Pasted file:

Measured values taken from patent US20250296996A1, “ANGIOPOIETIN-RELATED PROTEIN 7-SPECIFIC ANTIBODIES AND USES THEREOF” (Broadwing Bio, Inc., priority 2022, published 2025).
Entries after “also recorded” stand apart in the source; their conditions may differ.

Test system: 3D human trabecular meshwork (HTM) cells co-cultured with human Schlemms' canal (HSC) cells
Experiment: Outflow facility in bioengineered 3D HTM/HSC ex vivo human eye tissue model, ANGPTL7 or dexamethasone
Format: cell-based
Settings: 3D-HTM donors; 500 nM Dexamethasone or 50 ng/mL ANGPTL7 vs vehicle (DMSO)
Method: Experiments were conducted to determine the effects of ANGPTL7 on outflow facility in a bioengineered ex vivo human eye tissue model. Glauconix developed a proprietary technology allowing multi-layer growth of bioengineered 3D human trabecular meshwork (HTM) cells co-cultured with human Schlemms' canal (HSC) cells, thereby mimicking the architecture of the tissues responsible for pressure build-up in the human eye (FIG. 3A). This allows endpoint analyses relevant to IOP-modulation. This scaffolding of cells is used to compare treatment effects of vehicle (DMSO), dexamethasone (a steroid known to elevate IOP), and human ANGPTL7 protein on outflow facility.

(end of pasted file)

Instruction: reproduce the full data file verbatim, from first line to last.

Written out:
Measured values taken from patent US20250296996A1, “ANGIOPOIETIN-RELATED PROTEIN 7-SPECIFIC ANTIBODIES AND USES THEREOF” (Broadwing Bio, Inc., priority 2022, published 2025).
Entries after “also recorded” stand apart in the source; their conditions may differ.

Test system: 3D human trabecular meshwork (HTM) cells co-cultured with human Schlemms' canal (HSC) cells
Experiment: Outflow facility in bioengineered 3D HTM/HSC ex vivo human eye tissue model, ANGPTL7 or dexamethasone
Format: cell-based
Settings: 3D-HTM donors; 500 nM Dexamethasone or 50 ng/mL ANGPTL7 vs vehicle (DMSO)
Method: Experiments were conducted to determine the effects of ANGPTL7 on outflow facility in a bioengineered ex vivo human eye tissue model. Glauconix developed a proprietary technology allowing multi-layer growth of bioengineered 3D human trabecular meshwork (HTM) cells co-cultured with human Schlemms' canal (HSC) cells, thereby mimicking the architecture of the tissues responsible for pressure build-up in the human eye (FIG. 3A). This allows endpoint analyses relevant to IOP-modulation. This scaffolding of cells is used to compare treatment effects of vehicle (DMSO), dexamethasone (a steroid known to elevate IOP), and human ANGPTL7 protein on outflow facility.